I just want to share these photos for this week’s Photo Hunt before going to bed.
First is of my dog, Red. I caught him sleeping soundly again, with his head resting on the front wheel of yobo’s bicycle, oblivious to the hustle and bustle around him.
He is already nine months old and is a carbon copy of his father, Joe. I sometimes mistake him as Joe. Red can be demanding at times – demanding a scratch, demanding play but he also knows what NO means. I hope he won’t have any serious illness just like what Max and Joe had when they were puppies. Veterinary treatment and care in Cambodia is expensive and antibiotics like posatex otic are not readily available. Keeping a pet (in our case, pets) is a big responsibility and we want to provide our dogs the best care and happy environment as much as we can.
The second is a photo of motorbikes. Yobo (da husband) and I went window-shopping for motobikes along Sihanouk Boulevard. There were so many – new ones, secondhand ones. Big bikes, small bikes; big wheels, small wheels. Name it, you’ll find it there. Not a fan of motorbikes myself but my husband is.
One of the fascinating provinces I visited in Cambodia is Ratanakiri. It is home to indigenous hill tribes in Cambodia. One of the hill tribes that I find interesting is the Kroeung tribe. This group has one of the unique traditions that are still practiced up to this day.
One of these is involving teenage boys and girls. When Kroeung teenagers reach a certain age, they build the so-called bachelor or bachelorette houses, such as the ones you see below.
These bachelor and bachelorette houses are temporary shelters for teenaged Kroeung boys and girls looking for potential mates. It may seem controversial to some but this is a tradition that has been passed on from generation to generation. Once they’ve found their mates, these houses are then destroyed. More about this here.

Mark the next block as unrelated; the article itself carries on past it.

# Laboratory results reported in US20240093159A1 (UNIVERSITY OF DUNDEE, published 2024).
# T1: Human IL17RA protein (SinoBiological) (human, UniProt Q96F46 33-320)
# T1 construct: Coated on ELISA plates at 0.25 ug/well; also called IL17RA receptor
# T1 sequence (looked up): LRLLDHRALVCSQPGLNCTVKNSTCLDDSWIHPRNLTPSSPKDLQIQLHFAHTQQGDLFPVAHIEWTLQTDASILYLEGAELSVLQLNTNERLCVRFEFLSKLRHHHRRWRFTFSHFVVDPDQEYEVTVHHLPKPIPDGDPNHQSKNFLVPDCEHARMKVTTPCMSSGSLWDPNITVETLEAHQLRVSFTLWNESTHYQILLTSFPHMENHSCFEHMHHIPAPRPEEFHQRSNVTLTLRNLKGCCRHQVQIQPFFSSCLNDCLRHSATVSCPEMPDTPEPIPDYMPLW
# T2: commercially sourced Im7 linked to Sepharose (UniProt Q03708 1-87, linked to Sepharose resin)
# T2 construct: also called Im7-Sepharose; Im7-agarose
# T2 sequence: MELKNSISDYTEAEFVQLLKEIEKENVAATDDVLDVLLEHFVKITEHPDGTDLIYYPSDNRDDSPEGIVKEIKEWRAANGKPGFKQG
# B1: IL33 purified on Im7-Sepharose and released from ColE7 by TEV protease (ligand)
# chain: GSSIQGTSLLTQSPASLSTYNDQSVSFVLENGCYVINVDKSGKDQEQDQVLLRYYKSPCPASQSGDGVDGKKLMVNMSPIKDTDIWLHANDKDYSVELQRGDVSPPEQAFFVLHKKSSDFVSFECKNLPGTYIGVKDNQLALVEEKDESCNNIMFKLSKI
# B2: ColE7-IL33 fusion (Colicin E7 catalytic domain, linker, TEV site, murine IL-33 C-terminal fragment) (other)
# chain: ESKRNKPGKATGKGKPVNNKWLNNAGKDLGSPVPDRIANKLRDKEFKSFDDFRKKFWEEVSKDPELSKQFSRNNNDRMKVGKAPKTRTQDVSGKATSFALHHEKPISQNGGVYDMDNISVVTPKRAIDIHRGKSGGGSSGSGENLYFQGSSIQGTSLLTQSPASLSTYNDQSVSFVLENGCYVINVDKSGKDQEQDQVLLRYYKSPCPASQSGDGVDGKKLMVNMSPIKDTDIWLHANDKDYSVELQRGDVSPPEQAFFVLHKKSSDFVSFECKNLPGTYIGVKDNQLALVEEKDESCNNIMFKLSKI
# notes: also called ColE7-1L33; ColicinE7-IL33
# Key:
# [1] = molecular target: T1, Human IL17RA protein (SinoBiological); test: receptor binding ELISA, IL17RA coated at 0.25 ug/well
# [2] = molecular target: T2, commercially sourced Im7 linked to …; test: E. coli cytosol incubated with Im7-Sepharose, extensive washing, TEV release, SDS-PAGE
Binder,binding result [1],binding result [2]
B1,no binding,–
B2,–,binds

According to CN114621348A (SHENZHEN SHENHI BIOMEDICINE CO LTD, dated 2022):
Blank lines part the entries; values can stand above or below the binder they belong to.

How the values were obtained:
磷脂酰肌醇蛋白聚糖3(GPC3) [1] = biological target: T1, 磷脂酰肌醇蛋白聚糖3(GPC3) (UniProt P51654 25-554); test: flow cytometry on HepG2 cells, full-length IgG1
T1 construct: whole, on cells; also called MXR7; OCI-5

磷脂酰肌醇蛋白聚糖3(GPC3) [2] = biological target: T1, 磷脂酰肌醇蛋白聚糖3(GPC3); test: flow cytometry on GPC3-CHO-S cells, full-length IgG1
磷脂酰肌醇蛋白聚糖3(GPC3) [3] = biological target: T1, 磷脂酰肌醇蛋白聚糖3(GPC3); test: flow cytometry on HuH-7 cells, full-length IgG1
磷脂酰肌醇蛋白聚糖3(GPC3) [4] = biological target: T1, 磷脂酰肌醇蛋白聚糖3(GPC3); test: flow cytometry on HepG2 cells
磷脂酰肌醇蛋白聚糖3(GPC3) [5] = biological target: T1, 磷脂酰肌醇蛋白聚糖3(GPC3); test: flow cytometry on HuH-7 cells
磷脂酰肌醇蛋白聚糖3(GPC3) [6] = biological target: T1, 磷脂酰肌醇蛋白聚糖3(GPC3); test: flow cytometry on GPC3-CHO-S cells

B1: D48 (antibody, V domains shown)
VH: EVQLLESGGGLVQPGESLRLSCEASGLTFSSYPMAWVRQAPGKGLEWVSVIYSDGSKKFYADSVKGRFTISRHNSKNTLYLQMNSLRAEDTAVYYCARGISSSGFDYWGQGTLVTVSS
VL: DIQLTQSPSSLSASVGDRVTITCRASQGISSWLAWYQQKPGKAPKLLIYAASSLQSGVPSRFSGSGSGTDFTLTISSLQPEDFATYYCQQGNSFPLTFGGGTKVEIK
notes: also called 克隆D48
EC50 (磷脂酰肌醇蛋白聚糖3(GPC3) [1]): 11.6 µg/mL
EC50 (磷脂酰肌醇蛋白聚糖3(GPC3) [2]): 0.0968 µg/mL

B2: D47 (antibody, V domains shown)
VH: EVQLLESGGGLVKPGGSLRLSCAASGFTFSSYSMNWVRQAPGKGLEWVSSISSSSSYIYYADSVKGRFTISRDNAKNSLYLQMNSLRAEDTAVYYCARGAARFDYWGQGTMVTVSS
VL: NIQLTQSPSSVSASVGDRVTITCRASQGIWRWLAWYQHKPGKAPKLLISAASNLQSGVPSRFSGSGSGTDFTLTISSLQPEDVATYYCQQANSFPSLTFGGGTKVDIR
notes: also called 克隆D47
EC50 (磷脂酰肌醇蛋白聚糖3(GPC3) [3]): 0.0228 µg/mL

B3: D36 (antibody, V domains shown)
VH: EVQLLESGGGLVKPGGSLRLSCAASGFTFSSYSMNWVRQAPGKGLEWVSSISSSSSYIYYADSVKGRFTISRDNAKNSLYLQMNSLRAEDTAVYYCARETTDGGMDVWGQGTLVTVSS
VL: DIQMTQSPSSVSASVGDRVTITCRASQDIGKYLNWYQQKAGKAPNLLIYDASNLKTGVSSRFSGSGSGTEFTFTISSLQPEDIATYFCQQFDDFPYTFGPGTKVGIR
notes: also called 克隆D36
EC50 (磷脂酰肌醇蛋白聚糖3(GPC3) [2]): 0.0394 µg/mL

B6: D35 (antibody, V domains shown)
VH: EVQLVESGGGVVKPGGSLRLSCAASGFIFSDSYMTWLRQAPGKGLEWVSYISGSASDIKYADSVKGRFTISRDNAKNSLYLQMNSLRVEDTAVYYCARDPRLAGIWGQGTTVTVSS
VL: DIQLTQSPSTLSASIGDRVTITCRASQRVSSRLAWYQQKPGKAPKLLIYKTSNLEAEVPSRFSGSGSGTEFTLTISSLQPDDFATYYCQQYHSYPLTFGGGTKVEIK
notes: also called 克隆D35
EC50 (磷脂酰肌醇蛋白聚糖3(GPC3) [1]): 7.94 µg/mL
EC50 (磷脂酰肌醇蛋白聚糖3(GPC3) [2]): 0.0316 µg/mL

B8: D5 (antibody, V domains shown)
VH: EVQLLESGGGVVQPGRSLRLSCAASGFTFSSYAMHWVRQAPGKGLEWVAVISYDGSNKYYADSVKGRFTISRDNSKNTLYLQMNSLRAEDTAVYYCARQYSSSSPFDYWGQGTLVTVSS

In this week’s Photo Hunt I am reminiscing the time I traveled to Sri Lanka back in 2002. It was work-related but I had this good intention of mixing business and pleasure, so to speak. After the conference ended, I met up with my Sri Lankan friend for a week-long road trip!
One of the most memorable stops we had was a popular tourist attraction in Dambulla.
Rising about 200ms up the amazing green plains of central Sri Lanka is the gigantic, flat-topped rock called Sigiriya. Once a stronghold of Sri Lanka’s rogue King, its extraordinary beauty and historical and cultural significance have made it today a World Heritage Site. Very much like Cambodia’s Angkor Wat, it is the source of national pride of Sri Lankans.
Lonely Planet says it is not only one of the most impressive geological formations in the island-country of Sri Lanka, but also one of its greatest archaeological legacies. You can find more info here.
Unfortunately, as I have a bad case of vertigo, I did not dare climb up to the top 🙁 Instead, I took pleasure in exploring the royal gardens and lakes at the base of the rock as well as several ancient temple ruins. To this day, I regret not trying. And who wouldn’t be? The thousand-year old (perhaps older!) ceiling frescoes are out of this world and well preserved as if they were just done recently and the view from the top – breath-taking! If given another chance to make another trip – I’d surely re-visit Sigiriya and re-claim what I had missed!
Weather forecast is cloudy with a chance of meatballs 🙂
Ahem, I borrowed this line from a movie title! Have you seen it? My nephew and nieces just loved it.
This is my favourite spot in Cambodia’s Ratanakiri province, the Yak Lom Crater Lake, and this is where we took our international volunteers after a week-long medical mission in December last year.
Yak Lom Crater Lake is a popular tourist destination in the northeastern part of Cambodia, with crystal clear waters, cool temps and a peaceful, verdant scenery. Sunrises and sunsets here are like no other, with shimmering waters accompanied by jungle sounds. This is why I come back here everytime I’m in Ratanakiri. A must-see for visitors.
My entry might be a bit different from what other participants have this week. This “glass” represents the darkest moments in Cambodian history.
The photo below shows the glass panels of the memorial stupa inside the Choueng Ek Genocide Centre. It contains thousands of human skulls and bones, belonging to the victims of the Khmer Rouge, arranged by age and sex.
I have written about this before, also a part of the Photo Hunt entry. You can find the post here to understand more about this glass of horror.